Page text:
Self-healing muscle grown in the lab

The engineered muscle fibres were strong and
could self-repair
Scientists have grown living muscle in the lab that not only looks and works like the real thing, but also heals by itself - a significant step in tissue engineering.

Ultimately, they hope the lab-grown muscle could be used to repair damage in humans.

So far trials have tested this out in mice.

The results of this early work are described in the journal Proceedings of the National Academy of Sciences.

The Duke University researchers say their success was down to creating the perfect environment for muscle growth - well-developed contractile muscle fibres and a pool of immature stem cells, known as satellite cells, that could develop into muscle tissue.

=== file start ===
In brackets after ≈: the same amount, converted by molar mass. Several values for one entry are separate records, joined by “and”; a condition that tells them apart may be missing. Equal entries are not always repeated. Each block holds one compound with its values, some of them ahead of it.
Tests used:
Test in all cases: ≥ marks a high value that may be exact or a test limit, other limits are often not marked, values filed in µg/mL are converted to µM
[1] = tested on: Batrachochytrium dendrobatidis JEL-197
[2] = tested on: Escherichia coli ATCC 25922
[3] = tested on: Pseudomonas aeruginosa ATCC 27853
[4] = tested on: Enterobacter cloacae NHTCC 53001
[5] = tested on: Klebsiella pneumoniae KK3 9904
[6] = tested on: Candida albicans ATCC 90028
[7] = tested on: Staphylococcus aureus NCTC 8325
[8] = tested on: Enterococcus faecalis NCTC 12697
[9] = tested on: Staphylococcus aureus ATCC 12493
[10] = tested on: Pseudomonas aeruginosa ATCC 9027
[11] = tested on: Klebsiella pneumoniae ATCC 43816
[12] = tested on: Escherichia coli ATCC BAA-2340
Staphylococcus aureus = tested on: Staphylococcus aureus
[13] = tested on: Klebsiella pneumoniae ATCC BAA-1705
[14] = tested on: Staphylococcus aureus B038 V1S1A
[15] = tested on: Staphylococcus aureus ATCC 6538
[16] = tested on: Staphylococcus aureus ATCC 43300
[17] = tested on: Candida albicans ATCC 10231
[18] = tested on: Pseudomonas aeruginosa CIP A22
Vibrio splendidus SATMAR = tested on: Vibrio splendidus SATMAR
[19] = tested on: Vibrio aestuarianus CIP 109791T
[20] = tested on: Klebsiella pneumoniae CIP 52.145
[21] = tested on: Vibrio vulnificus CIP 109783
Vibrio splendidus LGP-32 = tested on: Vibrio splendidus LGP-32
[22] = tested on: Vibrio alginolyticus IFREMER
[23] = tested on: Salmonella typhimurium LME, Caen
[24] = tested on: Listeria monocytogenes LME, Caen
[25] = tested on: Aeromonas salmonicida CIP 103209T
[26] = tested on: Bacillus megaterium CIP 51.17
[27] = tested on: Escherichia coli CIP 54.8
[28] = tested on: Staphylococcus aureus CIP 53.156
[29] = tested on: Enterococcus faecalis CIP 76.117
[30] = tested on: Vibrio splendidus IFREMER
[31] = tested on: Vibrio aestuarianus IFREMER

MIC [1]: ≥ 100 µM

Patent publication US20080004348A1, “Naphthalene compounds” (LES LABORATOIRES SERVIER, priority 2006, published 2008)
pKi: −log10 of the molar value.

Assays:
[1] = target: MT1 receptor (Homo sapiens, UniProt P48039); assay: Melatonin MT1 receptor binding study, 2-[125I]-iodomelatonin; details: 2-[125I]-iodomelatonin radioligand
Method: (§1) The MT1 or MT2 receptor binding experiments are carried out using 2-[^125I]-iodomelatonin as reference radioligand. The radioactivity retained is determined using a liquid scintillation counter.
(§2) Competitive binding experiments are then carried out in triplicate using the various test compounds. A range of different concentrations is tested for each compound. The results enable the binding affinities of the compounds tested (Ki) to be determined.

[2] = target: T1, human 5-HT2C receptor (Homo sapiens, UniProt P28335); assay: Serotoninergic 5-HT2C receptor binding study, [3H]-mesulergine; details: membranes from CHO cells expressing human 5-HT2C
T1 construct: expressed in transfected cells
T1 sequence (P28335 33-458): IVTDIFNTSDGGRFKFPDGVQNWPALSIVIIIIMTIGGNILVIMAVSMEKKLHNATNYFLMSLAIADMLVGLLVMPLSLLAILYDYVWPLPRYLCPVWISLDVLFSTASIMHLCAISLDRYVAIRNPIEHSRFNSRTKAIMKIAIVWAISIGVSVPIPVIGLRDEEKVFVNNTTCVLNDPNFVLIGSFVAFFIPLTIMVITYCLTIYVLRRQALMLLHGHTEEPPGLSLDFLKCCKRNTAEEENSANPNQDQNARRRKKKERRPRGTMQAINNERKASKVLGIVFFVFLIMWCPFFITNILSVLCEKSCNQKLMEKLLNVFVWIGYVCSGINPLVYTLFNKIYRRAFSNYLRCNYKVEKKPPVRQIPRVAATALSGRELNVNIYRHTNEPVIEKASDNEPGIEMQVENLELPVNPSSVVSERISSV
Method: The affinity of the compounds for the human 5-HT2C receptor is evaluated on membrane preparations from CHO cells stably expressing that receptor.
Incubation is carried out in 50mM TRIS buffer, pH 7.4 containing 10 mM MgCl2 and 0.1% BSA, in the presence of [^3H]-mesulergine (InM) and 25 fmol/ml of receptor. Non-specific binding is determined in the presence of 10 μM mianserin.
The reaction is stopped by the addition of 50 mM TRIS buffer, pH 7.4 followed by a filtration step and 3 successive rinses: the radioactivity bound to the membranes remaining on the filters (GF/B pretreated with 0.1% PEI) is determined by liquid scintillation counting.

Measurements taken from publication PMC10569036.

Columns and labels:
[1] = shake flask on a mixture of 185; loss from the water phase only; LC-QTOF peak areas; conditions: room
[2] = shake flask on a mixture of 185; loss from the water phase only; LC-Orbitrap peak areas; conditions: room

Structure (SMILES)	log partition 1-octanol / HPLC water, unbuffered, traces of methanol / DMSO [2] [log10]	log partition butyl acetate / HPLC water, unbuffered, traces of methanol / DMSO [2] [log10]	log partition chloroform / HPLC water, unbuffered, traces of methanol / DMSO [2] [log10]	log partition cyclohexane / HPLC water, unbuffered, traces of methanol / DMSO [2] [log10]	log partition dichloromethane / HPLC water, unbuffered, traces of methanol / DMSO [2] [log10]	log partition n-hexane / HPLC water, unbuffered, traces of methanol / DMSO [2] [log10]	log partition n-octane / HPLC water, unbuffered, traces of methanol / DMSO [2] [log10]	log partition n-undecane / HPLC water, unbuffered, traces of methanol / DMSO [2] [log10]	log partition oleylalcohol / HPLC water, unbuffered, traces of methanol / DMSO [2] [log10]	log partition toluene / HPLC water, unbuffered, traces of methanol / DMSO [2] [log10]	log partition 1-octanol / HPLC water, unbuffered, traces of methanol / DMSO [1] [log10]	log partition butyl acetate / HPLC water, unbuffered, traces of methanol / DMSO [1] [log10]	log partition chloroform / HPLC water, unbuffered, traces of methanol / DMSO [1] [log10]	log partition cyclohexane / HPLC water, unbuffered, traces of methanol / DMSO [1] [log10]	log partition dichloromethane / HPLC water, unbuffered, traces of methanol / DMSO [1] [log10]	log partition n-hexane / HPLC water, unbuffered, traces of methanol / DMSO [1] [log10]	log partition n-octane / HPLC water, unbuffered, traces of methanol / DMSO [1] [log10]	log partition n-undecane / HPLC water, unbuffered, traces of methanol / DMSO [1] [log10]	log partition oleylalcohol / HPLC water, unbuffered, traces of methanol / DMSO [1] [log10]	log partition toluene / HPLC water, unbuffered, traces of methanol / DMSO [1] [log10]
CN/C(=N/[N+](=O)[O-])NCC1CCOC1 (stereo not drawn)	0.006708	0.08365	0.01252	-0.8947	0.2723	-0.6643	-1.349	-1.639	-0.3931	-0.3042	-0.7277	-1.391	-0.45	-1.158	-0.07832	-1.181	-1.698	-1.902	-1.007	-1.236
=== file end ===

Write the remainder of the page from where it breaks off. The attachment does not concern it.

In tests, the lab-grown muscle was found to be strong and good at contracting and was able to repair itself using the satellite cells when the researchers damaged it with a toxin.

When it was grafted into mice, the muscle appeared to integrate well with the rest of the surrounding tissue and began doing the job required of it.

They say more tests are needed before they could move the work into humans

- BBC.co.uk


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